Scripps also contends the articles are privileged as fair, accurate and impartial accounts of a judicial proceeding. The publication by a newspaper of a fair, true, and impartial account of a judicial proceeding is privileged and is not a ground for a libel action. See Tex. Civ. Prac. & Rem.Code Ann. § 73.002 (Vernon 1997); see also Cox Broad. Corp. v. Cohn, 420 U.S. 469, 492, 95 S.Ct. 1029, 43 L.Ed.2d 328 (1975) (special protected nature of accurate reports of judicial proceedings through the First Amendment of the United States Constitution has repeatedly been recognized); Wavell v. Caller-Times Publ'g Co., 809 S.W.2d 633, 635 (Tex.App.-Corpus Christi 1991, writ denied) abrogated on other grounds by Cain v. Hearst Corp., 878 S.W.2d 577 (Tex.1994) (both United States and Texas Constitutions “prohibit civil damages against a newspaper for accurate or substantially true accounts of newsworthy matters arising from and pertaining to judicial proceedings”).
We have concluded, however, Scripps did not establish the substantial truth of its accounts of the judicial proceeding, specifically as it relates to Dr. Belalcazar's dismissal. The accuracy of the accounts has not been shown. Therefore, the privilege does not apply, as a matter of law, in this case. The court did not err in denying the summary judgment on this basis.
Scripps's first issue is overruled.
D. Negligence Element of Cause of Action
By its second issue, Scripps attacks the negligence element of Dr. Belalcazar's defamation claim. Scripps contends its traditional summary judgment evidence conclusively establishes that its reporters and editors acted reasonably under the circumstances, and met the applicable standard of care.
To prevail on a defamation claim, the plaintiff must prove that the defendant (1) published a statement (2) that was defamatory about the plaintiff (3) while acting with negligence if the plaintiff was a private individual, regarding the truth of the statement. WFAA-TV, Inc. v. McLemore, 978 S.W.2d 568, 571 (Tex.1998). A private individual may recover damages from a publisher for defamation upon a showing that: (1) the media defendant knew or should have known that the publication was false; and (2) the content of the publication would warn a reasonably prudent editor of its defamatory potential. Foster v. Laredo Newspapers, Inc., 541 S.W.2d 809, 819-20 (Tex.1976).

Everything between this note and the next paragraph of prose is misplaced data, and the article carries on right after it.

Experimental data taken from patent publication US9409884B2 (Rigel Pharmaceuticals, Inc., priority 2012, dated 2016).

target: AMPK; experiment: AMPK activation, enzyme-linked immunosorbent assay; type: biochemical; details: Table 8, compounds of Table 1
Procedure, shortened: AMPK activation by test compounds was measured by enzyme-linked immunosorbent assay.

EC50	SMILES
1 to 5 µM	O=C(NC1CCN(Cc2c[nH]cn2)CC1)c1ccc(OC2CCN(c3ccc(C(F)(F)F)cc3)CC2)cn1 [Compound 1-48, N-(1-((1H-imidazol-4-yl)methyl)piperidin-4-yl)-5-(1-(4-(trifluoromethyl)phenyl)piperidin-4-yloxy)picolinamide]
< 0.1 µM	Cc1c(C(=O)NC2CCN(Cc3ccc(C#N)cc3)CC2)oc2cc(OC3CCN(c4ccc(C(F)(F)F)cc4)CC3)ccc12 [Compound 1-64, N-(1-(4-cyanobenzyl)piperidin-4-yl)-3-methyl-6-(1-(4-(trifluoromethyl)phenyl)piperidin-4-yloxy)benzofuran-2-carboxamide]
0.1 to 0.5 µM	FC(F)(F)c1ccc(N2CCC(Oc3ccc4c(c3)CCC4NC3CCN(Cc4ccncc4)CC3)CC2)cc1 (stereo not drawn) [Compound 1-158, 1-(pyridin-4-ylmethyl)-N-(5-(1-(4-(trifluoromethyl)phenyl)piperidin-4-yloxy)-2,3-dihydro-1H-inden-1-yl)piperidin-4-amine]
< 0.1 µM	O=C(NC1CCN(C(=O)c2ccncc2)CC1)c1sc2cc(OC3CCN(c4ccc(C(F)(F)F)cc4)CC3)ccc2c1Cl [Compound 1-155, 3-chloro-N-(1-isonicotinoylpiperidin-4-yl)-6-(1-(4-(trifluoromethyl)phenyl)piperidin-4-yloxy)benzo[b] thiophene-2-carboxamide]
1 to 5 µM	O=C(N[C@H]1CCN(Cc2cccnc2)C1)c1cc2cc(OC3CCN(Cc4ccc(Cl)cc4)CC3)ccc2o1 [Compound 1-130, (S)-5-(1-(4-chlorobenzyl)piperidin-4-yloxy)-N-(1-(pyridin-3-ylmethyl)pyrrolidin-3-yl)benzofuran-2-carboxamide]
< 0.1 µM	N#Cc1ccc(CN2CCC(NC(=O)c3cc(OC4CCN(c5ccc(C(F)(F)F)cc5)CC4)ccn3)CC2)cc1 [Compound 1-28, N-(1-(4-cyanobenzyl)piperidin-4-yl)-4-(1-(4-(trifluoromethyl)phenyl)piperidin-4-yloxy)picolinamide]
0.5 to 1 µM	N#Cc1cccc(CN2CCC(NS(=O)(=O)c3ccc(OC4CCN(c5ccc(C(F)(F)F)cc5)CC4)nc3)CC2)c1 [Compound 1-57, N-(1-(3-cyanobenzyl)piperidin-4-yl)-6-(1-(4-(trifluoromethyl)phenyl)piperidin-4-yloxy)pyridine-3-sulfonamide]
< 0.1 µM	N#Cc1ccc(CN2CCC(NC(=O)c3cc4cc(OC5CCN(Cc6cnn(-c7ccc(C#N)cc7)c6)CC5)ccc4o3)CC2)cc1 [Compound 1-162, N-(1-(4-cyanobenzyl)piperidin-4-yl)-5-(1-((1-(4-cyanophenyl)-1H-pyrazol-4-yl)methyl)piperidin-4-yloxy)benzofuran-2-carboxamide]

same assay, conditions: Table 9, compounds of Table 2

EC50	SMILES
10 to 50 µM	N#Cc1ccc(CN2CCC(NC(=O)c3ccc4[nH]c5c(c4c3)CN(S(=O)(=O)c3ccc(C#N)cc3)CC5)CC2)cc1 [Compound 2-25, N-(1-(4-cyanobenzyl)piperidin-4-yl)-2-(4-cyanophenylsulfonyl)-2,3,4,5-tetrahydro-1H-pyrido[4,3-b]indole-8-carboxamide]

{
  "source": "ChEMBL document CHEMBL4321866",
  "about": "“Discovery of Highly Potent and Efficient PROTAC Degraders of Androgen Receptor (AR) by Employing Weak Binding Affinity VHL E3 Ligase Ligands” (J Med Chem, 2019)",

Negligent conduct is determined by asking “whether the defendant acted reasonably in checking the truth or falsity or defamatory character of the communication before publishing it.” Restatement (Second) of Torts § 580B cmt. g (1977). The thoroughness of the check that a reasonable person would make before publishing a statement may vary with the play of the following factors: (1) the time element; (2) the nature of the interests the defendant was seeking to promote by publishing the communication; and (3) the extent of the damage to the plaintiff's reputation, or the injury to his sensibilities that would be produced if the communication proves to be false. Id. § 580B cmt. h. Additionally, comment g to section 580B of the restatement provides “[c]ustoms and practices within the profession are relevant in applying the negligence standard.” Id. § 580B cmt. g. “The defendant, if a professional disseminator of news, such as a newspaper ․ or an employee, such as a reporter, is held to the skill and experience normally possessed by members of that profession.” Id. Evidence of custom, in this instance, “would normally come from an expert who has been shown to be qualified on the subject.” Id.
Scripps attached the affidavit of its expert, Ralph Langer, in support of its traditional motion for summary judgment. A defendant seeking to negate the negligence element of a libel claim may do so through the affidavit of an interested witness, including an expert witness, so long as the affidavit enumerates the conduct illustrating that the standard of care was met, and directs the court to specific facts in the record in support of that conclusion. Carabajal, 961 S.W.2d at 631. Such facts should be laid out in such a way that they may be readily controverted by the non-movant. Id.
Langer testified that the actions of Stephanie Jordan, Scripps's reporter for the articles at issue, were within the standard of care for reporters operating under the same or similar circumstances because: (1) there are no generally accepted journalistic guidelines for covering a civil trial, nor are there industry standards for training courthouse reporters; and (2) Jordan's training and preparation and the newspaper's policies and procedures for assigning reporters to cover the courthouse were reasonable and typical for a newspaper the size of the Caller-Times.
Langer based his conclusion that Scripps was not negligent in its reporting on the Ernst Trial and publishing the articles at issue on the following factors: (1) the trial was ongoing and the reports were daily, thus, the information was time-sensitive; (2) the court's file was available for review by the reporter for a limited time; (3) the size of the court's file (estimated to be five inches thick) precluded exhaustive review; (4) it was reasonable for the reporter to focus on key items (spelling of names and amount of damages) during this review; (5) attorneys involved in the case would not comment to the reporter; and (6) the reporter spent much of her available time observing witnesses and watching the trial.